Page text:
March 21st, Nyaung U, Myanmar – Burma is an incredible place. The unique political situation aside, the Buddhism practiced here is unlike any other place we have been, the art and architecture is a mix of Indian, Sinhalese, Mon, Siamese and Shan influences that results in temples unlike any we have been to, and the people may be the friendliest and least jaded by tourism we have encountered. One shining example of their respectful attitude: after mooning the entire audience of the marionette show, the puppet apologized for showing its ugly face in every language represented in the crowd. The heat, however, is debilitating. Mandalay is a nice city (though the only resemblance to its namesake in Vegas are the flashing lights behind Buddha statues that hold their own with any hall of slots) with a few good temples, one nice view atop Mandalay hill, a laid back populace and an extremely interesting a-nyient pwe (think of it as a folk variety show). The Moustache Brothers gained international fame when, a few days after an innocuous joke delivered to Aung San Suu Kyi (the Nobel Prize winning, emotional leader of the 1990 election winning National League for Democracy party) and a crowd of 2000 in Yangon, ‘brothers’ (actually cousins) Par Par Lay and Lu Zaw were arrested by the government. The two spent about 6 years in prison, including some time of hard labor, gaining the attention and support of American entertainers (it must have struck a chord with an industry that has McCarthy era blacklists as part of its collective memory) and media world-wide. No longer permitted to perform outside of their Mandalay home, and with the government always watching no one would dear hire them, they now put on a show every night for the handful of tourists that show up. The show is decent comedic entertainment in the style of the Marx brothers and is mixed with traditional Burmese dances long with some knocks at the government. Though the material is somewhat dated, the politics of the situation alone make it a worthwhile show and, though clearly worn down, the three still seem to get real enjoyment from entertaining a crowd.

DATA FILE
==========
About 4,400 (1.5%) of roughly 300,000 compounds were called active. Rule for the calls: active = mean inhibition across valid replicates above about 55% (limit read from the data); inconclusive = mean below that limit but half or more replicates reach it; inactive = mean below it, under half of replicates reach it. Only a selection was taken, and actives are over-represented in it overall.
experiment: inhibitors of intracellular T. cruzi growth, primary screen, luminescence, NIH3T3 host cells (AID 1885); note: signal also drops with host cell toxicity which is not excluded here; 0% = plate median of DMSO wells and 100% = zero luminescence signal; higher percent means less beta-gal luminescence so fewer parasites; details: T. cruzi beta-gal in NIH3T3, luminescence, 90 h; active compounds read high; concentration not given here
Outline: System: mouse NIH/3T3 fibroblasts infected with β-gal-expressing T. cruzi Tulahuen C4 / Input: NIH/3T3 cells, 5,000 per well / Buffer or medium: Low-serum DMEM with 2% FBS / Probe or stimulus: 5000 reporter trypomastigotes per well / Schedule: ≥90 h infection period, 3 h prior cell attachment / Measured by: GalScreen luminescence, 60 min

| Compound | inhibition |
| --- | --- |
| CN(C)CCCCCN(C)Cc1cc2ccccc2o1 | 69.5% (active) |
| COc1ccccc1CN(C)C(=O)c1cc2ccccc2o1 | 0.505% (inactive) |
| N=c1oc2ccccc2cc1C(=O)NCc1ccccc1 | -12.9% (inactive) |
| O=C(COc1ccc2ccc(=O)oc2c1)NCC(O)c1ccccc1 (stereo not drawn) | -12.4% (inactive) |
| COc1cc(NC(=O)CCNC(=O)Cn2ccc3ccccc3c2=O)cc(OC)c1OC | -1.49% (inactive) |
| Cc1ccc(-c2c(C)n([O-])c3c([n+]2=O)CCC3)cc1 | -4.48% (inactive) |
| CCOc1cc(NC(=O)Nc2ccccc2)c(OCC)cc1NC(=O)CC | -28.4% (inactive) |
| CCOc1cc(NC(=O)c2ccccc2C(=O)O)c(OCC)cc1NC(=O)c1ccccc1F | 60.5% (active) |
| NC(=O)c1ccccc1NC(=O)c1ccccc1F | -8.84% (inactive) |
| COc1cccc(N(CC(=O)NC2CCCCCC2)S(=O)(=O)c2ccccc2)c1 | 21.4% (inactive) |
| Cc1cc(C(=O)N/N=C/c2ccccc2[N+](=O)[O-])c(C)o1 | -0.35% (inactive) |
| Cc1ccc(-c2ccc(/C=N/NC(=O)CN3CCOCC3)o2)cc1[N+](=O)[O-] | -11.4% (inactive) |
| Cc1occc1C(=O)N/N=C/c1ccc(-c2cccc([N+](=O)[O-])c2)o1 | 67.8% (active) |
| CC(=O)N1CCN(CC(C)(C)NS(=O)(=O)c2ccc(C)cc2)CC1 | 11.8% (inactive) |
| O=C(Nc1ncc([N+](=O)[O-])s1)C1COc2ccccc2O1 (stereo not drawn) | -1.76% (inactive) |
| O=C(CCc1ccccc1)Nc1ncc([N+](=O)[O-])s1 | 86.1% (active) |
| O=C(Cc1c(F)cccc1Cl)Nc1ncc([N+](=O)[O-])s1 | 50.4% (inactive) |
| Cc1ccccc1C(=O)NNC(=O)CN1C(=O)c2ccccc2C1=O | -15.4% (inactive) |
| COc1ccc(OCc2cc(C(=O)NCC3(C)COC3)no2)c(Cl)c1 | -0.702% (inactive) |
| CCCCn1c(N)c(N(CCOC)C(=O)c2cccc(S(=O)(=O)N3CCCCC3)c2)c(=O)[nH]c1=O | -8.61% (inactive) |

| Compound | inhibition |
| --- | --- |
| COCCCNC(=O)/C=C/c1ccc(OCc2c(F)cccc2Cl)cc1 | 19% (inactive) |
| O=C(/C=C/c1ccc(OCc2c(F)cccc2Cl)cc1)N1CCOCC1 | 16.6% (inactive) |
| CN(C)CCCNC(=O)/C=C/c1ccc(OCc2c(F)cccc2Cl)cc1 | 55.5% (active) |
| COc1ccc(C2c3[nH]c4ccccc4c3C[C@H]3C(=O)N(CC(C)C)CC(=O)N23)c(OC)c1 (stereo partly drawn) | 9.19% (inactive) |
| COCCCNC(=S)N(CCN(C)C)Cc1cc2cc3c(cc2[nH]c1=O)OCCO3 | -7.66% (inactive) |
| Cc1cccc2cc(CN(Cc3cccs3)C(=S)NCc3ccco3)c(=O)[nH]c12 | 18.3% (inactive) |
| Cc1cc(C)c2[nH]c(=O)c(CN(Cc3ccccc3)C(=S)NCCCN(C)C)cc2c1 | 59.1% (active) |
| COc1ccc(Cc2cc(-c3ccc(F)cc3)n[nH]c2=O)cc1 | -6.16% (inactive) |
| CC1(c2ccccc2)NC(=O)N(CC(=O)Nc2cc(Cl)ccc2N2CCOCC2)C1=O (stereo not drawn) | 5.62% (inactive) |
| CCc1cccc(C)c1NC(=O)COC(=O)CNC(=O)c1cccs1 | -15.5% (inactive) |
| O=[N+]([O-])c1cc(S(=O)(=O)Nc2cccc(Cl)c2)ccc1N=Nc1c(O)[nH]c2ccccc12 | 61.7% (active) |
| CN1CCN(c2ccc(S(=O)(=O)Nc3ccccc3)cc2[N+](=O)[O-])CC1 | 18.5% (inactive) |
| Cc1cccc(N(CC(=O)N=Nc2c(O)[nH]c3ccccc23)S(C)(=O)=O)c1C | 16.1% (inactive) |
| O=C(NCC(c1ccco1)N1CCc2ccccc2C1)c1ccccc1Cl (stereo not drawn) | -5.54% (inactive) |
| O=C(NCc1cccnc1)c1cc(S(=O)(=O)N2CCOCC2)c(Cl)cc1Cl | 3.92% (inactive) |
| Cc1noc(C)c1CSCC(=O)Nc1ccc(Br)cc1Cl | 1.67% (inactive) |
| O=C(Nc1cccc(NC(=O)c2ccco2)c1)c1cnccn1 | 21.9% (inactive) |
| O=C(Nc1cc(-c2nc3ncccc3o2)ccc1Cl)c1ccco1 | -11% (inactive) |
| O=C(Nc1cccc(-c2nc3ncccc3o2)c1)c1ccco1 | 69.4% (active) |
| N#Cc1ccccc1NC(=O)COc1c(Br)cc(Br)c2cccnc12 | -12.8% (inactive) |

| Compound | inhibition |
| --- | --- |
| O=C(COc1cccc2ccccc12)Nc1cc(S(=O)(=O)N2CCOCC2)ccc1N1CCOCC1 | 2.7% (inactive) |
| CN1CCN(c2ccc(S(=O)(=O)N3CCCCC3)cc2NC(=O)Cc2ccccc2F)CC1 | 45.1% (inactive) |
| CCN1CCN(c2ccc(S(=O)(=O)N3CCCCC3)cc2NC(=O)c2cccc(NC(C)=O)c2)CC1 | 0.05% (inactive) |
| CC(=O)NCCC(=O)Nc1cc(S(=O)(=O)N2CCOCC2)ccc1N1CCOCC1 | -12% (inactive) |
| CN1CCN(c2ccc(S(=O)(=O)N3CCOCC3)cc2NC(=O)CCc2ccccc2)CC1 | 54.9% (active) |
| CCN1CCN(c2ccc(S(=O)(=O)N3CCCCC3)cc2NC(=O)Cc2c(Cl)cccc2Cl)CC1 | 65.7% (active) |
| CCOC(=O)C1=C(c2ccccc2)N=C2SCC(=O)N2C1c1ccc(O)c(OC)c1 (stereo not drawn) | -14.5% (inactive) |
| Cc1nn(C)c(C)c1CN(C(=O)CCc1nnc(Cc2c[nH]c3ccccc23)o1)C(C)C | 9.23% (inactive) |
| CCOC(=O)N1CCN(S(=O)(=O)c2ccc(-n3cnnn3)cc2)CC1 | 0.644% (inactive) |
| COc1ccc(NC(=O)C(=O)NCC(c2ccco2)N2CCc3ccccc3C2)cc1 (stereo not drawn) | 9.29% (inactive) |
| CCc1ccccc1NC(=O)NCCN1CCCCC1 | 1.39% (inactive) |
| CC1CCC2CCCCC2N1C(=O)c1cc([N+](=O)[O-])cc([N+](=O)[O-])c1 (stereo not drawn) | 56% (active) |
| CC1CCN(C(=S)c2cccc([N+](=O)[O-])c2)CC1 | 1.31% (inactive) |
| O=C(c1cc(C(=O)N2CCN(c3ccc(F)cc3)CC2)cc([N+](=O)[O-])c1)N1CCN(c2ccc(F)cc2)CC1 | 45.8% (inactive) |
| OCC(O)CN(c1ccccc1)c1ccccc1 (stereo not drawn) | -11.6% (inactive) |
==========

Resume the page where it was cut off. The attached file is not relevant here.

Bagan’s reputation as one of the three ‘must sees’ of Southeast Asia is well earned. From higher locations you can look out over the plains and see hundreds of the over two thousand temple and pagoda structures, providing a grander appearance than at Angkor. With the structures spread over a large area, walking is out as a means of seeing them, and the debilitating heat eliminates bicycles; so the best option is a traditional horse cart, still the primary means of transport for much of rural Myanmar. One nuisance in all Burmese temples is that they require you to remove your socks and shoes before entering the grounds (as opposed to just the structures as is done elsewhere). This not only leads to the dirtiest feet I have ever seen, but trying to walk across the stone courtyards or up stone steps in the middle of the day’s debilitating heat hurts, tons. Unlike in Angkor, I find it much harder to pull out a favorite temple here; the architectural grandeur of temples like Ananda and Thatbyinnyu are impressive but the well preserved murals in smaller complexes further from the central area, such as Payathonzu and Nagayon, are beautiful. The clear Mahayana influence in the art and architecture is unlike any of the other Theravada Buddhist countries around; in some ways the mix of influences is more like Nepal than neighboring Thailand. Possibly because it is the start of the low season (the heat being the obvious reason why), we have not seen too many other tourists here and have had many structures to ourselves. One group of visitors we have run into is the first international film crew to use Myanmar soil. The German soap, Dream Boat, is filming in a few locations around the country and is currently in the Bagan area. The show is inspired by the Love Boat and is apparently extremely popular in Germany, the most successful show in their history according to the director. We saw some of the stars shooting on one of the temples and who knows, we may have ended up in some of their background shots around town. Speaking with the shows director and some of the Burmese liaisons they are all very proud to be here, but I am a little surprised anyone in the entertainment industry would work so closely with this government.
Having now been to all three ‘must sees’ (Borobodur, Angkor and Bagan) I can say they are all amazing and it is worth the effort to see each fo them. I really do not think I have a favorite. In any case, I don’t know if I mentioned it but the heat here is debilitating. So we are heading to the hills in search of some cooler weather in the Shan state.